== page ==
Nika’s independent research program is interested in the “social lives” of stem cells: how these cells interact to influence one another’s survival and cell fate decisions, both in culture and embryonic development. Her lab uses systems and synthetic biology to understand the genetic rules that encode cooperative and competitive interactions between stem cells. Leveraging genetic engineering, her lab seeks to program these interactions to drive predictable growth and differentiation outcomes and enable robust bioprocesses for manufacturing stem cell-derived cell therapies.

Nika is committed to training the next generation of biomedical researchers with core expertise that span life sciences and engineering. These scientific leaders will have the know-how to develop cutting-edge technologies, serve as nodes for interdisciplinary collaboration, and tackle fundamental scientific questions. She has co-developed a national workshop brining synthetic biology to stem cell trainees in the Stem Cell Network. Beyond her research and teaching, Nika has been actively involved in outreach, bringing the science and ethics of stem cell research to the general public and youth. As a former national leader for the StemCellTalks symposium for high school students, she co-led a committee that saw the expansion of the event to eight cities across Canada. Nika is also passionate about providing equity in mentorship and multi-directional advice-sharing through her latest project, Advice to a Scientist.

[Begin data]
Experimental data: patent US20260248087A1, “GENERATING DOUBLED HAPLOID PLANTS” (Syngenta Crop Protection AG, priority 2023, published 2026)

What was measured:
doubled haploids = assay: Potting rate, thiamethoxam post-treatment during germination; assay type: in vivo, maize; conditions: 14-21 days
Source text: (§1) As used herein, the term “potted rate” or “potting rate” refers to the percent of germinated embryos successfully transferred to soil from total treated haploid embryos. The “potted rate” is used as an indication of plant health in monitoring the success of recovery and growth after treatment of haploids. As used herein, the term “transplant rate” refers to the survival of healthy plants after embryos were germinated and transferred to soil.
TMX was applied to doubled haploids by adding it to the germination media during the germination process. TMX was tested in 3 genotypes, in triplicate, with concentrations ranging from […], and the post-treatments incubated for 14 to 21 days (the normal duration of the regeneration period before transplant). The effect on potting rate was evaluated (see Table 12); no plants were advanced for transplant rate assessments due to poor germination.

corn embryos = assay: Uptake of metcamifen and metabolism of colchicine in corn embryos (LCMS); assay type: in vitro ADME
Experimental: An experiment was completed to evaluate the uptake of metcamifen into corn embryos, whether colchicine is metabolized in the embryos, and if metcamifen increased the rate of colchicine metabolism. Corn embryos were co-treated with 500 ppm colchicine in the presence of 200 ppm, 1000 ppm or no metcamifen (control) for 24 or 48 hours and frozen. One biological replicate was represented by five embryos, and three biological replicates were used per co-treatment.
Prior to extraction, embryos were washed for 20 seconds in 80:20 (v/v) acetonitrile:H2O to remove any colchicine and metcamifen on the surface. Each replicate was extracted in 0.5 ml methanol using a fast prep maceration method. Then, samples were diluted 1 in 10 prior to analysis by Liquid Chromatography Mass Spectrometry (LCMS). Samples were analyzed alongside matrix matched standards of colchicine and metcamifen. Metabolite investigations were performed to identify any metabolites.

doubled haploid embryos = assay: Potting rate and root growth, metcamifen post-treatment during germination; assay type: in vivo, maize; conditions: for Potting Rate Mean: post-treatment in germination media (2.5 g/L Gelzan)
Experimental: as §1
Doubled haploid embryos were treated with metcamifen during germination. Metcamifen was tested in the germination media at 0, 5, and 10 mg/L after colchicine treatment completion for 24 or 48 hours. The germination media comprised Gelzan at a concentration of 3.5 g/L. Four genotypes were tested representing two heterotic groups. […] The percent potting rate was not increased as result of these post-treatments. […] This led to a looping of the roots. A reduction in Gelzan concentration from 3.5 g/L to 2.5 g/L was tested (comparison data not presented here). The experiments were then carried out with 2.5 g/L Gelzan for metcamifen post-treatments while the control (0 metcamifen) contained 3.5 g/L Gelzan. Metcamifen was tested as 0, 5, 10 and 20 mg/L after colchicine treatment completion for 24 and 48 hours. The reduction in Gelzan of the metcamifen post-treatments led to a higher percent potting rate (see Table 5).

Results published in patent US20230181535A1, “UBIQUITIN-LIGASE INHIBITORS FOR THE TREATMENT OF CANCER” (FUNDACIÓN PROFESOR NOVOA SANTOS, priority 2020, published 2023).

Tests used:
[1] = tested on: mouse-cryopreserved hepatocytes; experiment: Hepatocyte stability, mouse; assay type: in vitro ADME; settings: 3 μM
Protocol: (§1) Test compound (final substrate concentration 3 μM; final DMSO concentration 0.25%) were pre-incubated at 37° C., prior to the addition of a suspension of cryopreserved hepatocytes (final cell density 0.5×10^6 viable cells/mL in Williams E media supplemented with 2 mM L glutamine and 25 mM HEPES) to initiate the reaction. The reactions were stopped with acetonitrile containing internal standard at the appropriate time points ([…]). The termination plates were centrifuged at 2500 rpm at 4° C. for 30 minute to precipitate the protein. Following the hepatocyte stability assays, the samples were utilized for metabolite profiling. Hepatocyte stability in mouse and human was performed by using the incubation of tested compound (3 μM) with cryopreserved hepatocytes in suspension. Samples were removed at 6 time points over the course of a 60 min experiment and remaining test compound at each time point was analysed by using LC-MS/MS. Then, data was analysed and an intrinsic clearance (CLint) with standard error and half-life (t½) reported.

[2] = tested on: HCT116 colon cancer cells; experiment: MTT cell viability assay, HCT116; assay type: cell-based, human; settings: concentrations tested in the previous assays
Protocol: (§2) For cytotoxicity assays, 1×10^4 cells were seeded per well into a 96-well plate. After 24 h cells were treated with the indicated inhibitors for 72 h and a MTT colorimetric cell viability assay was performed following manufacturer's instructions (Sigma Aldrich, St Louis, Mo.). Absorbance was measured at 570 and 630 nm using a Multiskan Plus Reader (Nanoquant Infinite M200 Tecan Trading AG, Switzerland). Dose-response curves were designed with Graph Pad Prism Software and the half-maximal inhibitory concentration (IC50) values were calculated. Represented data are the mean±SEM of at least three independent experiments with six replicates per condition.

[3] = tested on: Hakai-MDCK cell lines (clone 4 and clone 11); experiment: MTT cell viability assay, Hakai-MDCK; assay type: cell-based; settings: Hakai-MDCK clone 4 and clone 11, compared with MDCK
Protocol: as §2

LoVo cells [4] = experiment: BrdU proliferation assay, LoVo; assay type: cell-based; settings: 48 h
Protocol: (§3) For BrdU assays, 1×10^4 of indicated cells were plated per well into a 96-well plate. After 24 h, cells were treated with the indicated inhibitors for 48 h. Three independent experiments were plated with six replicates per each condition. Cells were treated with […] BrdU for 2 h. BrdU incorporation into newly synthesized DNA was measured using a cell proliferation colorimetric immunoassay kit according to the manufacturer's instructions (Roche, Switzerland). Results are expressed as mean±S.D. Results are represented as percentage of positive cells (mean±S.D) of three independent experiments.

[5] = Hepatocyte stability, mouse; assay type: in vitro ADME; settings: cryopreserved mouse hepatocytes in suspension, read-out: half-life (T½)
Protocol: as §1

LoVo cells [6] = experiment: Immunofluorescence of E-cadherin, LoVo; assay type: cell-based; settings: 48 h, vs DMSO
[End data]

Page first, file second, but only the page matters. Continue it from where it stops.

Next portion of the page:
Ian Stedman
Assistant Professor, School of Public Policy and Administration, York University